Russell Simmons Talks Harriet Tubman Sex Tape Backlash: “They Tried To Turn Me Into Paula Deen”


If you had the chance to see the “Harriet Tubman Sex Tape” on the YouTube channel All Def Digital, it was probably something you’ll never forget. Let’s be honest, the clip was disrespectful as all hell. But if you leave it up to Russell Simmons, he’d prefer if you forget it and move on. While sitting on Arsenio Hall’s couch the mogul was asked about the controversy surrounding the video, and while he said he understood most people’s qualms with it, there were just too many “do-nothing negroes” trying to be angry just to be angry (remember how he told Andre Leon Talley that he’d done more for blacks and gays than the fashion icon had?). Guess he feels that since he’s contributed a lot philanthropically and to music and more, folks need to cut him a break.

Here’s what he had to say to Hall about the backlash and the video:




“It was probably the worst idea of my life. I mean, it wasn’t my idea. I didn’t produce it or write it, but I gave access to it and I let it play. Most people didn’t see it but complained about it.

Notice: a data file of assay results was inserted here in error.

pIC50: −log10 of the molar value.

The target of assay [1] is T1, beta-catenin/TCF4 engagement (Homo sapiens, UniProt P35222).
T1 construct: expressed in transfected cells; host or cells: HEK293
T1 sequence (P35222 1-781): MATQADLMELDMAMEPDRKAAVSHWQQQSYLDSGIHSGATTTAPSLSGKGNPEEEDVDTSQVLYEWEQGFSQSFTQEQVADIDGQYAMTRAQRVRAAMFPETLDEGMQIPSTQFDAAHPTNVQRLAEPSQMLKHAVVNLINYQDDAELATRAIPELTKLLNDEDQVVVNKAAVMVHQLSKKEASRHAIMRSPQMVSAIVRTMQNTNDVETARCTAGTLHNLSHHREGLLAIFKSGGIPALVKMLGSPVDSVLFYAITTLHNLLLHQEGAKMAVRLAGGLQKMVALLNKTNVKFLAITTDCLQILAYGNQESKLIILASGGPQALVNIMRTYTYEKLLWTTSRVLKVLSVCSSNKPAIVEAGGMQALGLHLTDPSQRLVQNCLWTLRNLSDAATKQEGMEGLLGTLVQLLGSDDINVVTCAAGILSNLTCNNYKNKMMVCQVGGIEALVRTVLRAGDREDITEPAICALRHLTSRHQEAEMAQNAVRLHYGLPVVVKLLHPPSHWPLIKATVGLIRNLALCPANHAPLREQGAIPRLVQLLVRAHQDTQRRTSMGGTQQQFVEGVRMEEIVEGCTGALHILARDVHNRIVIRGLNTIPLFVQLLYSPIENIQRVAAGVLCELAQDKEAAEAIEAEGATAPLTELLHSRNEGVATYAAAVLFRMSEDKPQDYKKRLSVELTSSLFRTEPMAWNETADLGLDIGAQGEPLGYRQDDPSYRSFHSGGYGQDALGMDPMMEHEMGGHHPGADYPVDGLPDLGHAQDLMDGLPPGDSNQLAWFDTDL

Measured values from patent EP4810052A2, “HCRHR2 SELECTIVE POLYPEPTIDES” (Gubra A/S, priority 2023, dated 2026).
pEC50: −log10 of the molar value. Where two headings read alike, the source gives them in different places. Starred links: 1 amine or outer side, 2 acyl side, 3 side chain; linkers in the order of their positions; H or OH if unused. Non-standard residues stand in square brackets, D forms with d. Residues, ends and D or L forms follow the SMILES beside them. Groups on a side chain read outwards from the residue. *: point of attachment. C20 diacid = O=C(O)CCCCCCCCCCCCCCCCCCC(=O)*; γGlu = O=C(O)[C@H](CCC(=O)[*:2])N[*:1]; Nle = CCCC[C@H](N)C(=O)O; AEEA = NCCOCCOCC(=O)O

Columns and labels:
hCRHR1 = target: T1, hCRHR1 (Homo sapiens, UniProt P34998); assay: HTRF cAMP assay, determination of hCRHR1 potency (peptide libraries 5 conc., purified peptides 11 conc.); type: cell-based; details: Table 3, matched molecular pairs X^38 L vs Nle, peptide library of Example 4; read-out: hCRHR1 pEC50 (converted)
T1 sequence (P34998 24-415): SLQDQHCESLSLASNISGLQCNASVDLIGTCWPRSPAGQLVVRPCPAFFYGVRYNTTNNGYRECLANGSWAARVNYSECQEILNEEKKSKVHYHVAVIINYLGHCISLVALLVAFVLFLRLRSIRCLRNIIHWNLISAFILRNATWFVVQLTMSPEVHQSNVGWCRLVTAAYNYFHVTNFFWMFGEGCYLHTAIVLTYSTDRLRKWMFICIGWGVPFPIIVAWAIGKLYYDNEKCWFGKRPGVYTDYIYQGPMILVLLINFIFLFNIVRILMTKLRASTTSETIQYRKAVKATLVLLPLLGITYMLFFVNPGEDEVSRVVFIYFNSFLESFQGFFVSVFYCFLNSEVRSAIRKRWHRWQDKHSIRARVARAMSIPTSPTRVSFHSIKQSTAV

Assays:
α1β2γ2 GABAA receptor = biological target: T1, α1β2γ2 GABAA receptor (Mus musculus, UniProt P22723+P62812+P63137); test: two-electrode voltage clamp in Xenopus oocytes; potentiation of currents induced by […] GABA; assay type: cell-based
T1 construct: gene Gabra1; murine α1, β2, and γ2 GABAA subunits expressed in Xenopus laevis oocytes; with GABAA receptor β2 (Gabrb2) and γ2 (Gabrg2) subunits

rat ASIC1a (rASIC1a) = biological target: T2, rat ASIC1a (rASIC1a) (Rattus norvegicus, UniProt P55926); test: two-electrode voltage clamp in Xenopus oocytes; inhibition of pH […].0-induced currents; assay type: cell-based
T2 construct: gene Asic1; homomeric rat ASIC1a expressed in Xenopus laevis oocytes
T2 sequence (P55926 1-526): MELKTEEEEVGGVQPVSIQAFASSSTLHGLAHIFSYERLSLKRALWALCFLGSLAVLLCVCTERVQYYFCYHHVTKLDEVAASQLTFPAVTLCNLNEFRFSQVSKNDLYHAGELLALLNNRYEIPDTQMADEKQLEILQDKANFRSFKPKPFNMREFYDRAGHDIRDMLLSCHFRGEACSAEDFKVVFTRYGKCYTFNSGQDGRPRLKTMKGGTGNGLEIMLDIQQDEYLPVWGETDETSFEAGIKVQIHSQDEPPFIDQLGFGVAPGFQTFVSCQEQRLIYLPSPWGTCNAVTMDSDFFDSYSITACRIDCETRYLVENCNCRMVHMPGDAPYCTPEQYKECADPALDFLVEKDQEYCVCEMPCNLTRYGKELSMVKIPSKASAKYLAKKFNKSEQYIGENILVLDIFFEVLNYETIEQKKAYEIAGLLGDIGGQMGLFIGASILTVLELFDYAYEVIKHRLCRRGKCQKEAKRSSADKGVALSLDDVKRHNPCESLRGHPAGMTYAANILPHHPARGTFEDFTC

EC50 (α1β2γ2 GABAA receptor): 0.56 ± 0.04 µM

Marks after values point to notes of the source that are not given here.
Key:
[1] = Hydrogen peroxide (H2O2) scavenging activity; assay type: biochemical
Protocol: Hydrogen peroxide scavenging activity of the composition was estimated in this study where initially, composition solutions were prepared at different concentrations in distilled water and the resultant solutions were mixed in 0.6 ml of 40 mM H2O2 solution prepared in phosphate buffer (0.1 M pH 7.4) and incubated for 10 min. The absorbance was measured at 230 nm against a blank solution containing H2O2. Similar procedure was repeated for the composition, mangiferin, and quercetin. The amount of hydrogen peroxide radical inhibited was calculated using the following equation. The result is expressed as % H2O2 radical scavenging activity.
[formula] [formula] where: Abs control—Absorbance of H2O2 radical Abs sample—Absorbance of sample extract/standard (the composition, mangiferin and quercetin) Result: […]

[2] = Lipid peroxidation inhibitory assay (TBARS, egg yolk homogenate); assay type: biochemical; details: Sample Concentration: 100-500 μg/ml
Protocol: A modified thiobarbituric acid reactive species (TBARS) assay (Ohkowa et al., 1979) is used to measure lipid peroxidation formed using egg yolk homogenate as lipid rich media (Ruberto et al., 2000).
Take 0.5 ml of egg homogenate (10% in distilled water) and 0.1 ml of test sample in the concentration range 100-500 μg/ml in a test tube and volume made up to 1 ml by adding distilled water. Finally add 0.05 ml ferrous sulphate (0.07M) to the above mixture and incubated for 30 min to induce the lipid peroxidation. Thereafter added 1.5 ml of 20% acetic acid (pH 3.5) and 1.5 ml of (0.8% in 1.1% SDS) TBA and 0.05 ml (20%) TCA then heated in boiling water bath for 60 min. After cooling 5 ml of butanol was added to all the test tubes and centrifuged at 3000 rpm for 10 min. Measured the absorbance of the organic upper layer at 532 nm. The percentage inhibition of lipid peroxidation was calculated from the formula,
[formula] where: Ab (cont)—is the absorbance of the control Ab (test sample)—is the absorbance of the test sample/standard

There was this really in bad taste–and I’ve done lots of comedy in bad taste, lots of music in bad taste, lots of poetry that offended people, lots of music that people really felt hurt by and I’ve always stood by it. But this particular piece was was something that when I understood how hurt people were, I pulled it down immediately. I’ve never pulled down a piece of content. It was this idea that this slave took advantage of the slave master and blackmailed him and it really struck a nerve in people and hurt their feelings. I pulled it down within a few hours of it going up and I tried to move on. Certain people, and of course, everyone has the right to be as outraged as they want, but they were outraged and they wouldn’t let it go, I felt. Maybe it’s something you don’t want to let go and that’s okay. But I didn’t get the calls from…the NAACP called me and I pulled it down, and they called me about Def Comedy Jam believe me. Def Poetry Jam, people were really upset, people were picketing and they were booing on national TV. And for Public Enemy, they shot my office up. They had snipers and they told us that if they didn’t get rid of that racist band we wouldn’t be on Columbia Records or any record company. So flash forward, we got the Rock and Roll Hall of Fame, we have a Tony Award and lots of experiences where we let artists speak freely. This time I didn’t. The first time in 30 years that I didn’t elect to support the artist. I didn’t get a call from any Civil Rights leaders or any people, they just said we accept your apology because before they even knew about this I had apologized. But a lot of these do-nothing negroes, you know, they were very angry and kept talking. It’s been very tough for me. They tried to turn me into Paula Deen [laughs]. But I want to move past that.”






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